These astronomical systems ULEX, for its acronym in English, UltraLuminous X-ray source, have a brightness level of more than 10 raised to 39 erg per second (Ergis are units of measure of energy). The galaxy is called UGC 6456, and, interestingly, it is found in the constellation Draco (Dragon), a constellation object of legends and mythology.

X-ray source, UGC 6456 ULX

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Ultra-light X-ray sources. Credit: NASA

The study was conducted by Russian astronomers. These electromagnetic emissions are less luminous than a galactic core, but shine more than any process of formation or evolution of stars.

The group of astronomers is led by Alexander Vinokurov, from the Special Astrophysical Observatory, located in Nizhnij Arkhyz, Russia. The study presented says:

We present preliminary results of a study of the ultra-bright X-ray source UGC 6456 ULX. (…) To identify an optical counterpart of UGC 6456 ULX, we use archive images of the Chandra X-Ray Observatory and HST.

Note: HST stands for the Hubble Space Telescope.

Overlay of images B, V and Rc of galaxy UGC 6456 "width =" 421 "height =" 428 "srcset ="
Overlay of images B, V and Rc of the UGC 6456 galaxy. The box shows the HST WFPC2 / F555W image of the region around the UGC 6456 ULX source, marked by the square; the circle indicates the 0.8 inch error box, derived from the Chandra Observatory data. Credit: Vinokurov et al.

The UGC 6456 galaxy is listed as a compact blue dwarf galaxy and is one of the closest to our Milky Way. Its UGC 6456 ULX source, or ultralight X-ray source, has mysterious properties, which they had not been studied in detail.

Among the brightest ever observed

The emissions of UGC 6456 ULX have brightness changes of more than two orders of magnitude with a maximum value of 17 erg duodecillions per second in the energy range of 0.3–8 keV (electron volts).

A duodecillón is a very long numerical scale equivalent to a 10 followed by 72 zeros! An electron volt is a unit of measurement that represents the energy per motion that an electron experiences.

Map of the constellation Draco "width =" 451 "height =" 500 "srcset ="
Map of the constellation Draco. Credit: Torsten Bronger / Wikimedia commons.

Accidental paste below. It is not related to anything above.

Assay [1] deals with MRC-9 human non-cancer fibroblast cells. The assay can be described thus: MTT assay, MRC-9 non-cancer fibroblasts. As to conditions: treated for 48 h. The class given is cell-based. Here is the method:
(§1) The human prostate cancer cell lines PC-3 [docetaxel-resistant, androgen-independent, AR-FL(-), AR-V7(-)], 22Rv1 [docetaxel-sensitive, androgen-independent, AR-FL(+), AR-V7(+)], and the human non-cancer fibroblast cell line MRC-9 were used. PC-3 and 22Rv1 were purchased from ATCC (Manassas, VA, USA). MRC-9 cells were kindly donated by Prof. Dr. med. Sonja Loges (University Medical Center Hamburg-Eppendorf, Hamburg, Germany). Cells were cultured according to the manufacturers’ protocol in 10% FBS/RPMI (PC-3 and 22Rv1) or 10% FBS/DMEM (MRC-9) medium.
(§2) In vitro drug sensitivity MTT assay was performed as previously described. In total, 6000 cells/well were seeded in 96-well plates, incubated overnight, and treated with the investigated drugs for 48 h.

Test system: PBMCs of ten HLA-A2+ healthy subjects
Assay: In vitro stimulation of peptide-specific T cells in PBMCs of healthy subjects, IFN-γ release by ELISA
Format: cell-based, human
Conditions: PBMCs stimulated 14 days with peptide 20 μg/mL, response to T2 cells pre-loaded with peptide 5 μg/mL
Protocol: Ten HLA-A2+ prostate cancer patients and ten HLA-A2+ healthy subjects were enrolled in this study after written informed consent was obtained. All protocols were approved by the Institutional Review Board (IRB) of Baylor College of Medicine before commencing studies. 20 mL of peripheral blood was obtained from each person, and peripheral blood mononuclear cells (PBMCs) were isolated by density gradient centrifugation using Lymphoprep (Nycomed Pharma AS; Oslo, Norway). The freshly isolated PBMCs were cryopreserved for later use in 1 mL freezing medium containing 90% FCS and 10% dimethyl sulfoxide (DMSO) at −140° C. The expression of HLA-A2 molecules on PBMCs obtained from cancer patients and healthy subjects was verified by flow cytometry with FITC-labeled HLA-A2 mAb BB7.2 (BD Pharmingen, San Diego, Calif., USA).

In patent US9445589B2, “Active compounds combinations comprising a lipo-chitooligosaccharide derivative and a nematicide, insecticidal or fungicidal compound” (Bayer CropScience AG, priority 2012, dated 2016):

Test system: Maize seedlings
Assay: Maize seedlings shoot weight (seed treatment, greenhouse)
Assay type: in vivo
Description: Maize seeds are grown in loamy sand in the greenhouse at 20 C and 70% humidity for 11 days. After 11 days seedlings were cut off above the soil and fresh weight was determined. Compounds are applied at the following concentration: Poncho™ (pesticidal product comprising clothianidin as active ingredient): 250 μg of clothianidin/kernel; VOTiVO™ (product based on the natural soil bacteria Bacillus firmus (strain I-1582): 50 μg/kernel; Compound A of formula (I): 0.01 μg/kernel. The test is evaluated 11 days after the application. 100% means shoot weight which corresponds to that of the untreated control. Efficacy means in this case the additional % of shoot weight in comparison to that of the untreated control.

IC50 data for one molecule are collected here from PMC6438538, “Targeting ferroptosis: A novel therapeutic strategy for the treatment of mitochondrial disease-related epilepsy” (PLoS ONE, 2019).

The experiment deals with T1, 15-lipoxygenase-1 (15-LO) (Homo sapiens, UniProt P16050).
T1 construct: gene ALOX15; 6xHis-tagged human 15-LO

The magnitude of this source in its bright state is exceeded by an amount of -7.6. That makes her one of the ultraluminous sources of X-rays brightest ever discovered in the optical range.

The study presents a correlation between X-ray flows and optical (observable) flows in UGC 6456 ULX. This could indicate that the emission of optical light is produced by the X-ray re-processing in the outer parts of the so-called «Optically thick wind».

Ultra-light X-ray font "width =" 720 "height =" 488 "srcset =" https://www.soulask.com/wp-content/uploads/2019/12/1575347443_138_They-detect-an-ultralight-source-of-x-rays-that-comes-from.jpg 720w
Illustration of the phenomenon. Credit: NASA

The detection of many hydrogen and helium emission lines could relate to the wind that emerges from the powerful and dynamic accretion disk. This disk is a structure full of powder and cosmic gas that forms around a central object.

More details are expected with the following observations of this ultra-light source of X-rays. The light and energy changes of this system are similar to that of another known source, the so-called NGC 7793 P13, which has a neutron star.

The scientific study has been published on the pre-print website arXiv.org.

References: phys.org.

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The universe can be a giant loop, evidence suggests

New evidence suggests that, instead of being flat like a leaf, the universe can actually spin on itself.

What would happen if you could go drive with your spaceship faster than light and walked away in a perfectly straight line, never slowing down and never changing direction? Would you reach the edge of the universe or end up just where you started?

The idea that the universe is curved and curves over itself has existed for a while, however, it is a theory that is not really compatible with conventional ideas about how the universe works.

Now, however, a new document has ruined the idea of ​​a curved universe, since it suggests that there may be something in the idea of ​​a curved universe after all.

The study, which is based on the research of an international team of physicists, re-examines the data of the cosmic microwave background radiation (CMB), a remnant of the birth of our universe.

The key is in the discovery of an anomaly that suggests that there are significantly more “gravitational lenses” of the CMB than expected – more than can be explained by conventional physics.

According to the team’s findings, if the universe is really curved, then the curvature is very smooth, which means that on a planetary scale or even on a galactic scale it is unlikely that we will really notice.

universe-cosmic-microwave-background-cmb-big-bang

The cosmic microwave background is the faint echo of the Big Bang (Image: ESA/Max Planck Institute)

On a cosmic scale, however, this curvature becomes increasingly frequent until someone who moves through the entire universe in a straight line finally ends just where it began.

However, there is a long way to go to prove once and for all that this is really the case.

“I don’t want to say that I believe in a closed universe,” said study co-author Alessandro Melchiorri. “I am a little more neutral. I would say wait for the data and what the new data will say. ”

“What I think is that there is a discrepancy now, that we have to be careful and try to find what is producing this discrepancy.”